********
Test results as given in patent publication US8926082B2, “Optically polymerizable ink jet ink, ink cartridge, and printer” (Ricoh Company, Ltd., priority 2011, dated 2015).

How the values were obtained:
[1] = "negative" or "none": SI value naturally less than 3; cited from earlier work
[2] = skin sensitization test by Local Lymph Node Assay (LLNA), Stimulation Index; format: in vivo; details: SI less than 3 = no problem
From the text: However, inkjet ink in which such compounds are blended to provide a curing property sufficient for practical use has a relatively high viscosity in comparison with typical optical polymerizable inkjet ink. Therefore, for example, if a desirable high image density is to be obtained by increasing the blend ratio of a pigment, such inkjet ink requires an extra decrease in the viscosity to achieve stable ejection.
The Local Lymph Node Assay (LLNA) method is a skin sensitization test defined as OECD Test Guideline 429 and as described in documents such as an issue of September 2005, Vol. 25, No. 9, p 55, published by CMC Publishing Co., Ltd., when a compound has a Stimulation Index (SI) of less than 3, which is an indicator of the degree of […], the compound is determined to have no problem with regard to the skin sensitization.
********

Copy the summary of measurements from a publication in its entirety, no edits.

Test results as given in patent publication US8926082B2, “Optically polymerizable ink jet ink, ink cartridge, and printer” (Ricoh Company, Ltd., priority 2011, dated 2015).

How the values were obtained:
[1] = "negative" or "none": SI value naturally less than 3; cited from earlier work
[2] = skin sensitization test by Local Lymph Node Assay (LLNA), Stimulation Index; format: in vivo; details: SI less than 3 = no problem
From the text: However, inkjet ink in which such compounds are blended to provide a curing property sufficient for practical use has a relatively high viscosity in comparison with typical optical polymerizable inkjet ink. Therefore, for example, if a desirable high image density is to be obtained by increasing the blend ratio of a pigment, such inkjet ink requires an extra decrease in the viscosity to achieve stable ejection.
The Local Lymph Node Assay (LLNA) method is a skin sensitization test defined as OECD Test Guideline 429 and as described in documents such as an issue of September 2005, Vol. 25, No. 9, p 55, published by CMC Publishing Co., Ltd., when a compound has a Stimulation Index (SI) of less than 3, which is an indicator of the degree of […], the compound is determined to have no problem with regard to the skin sensitization.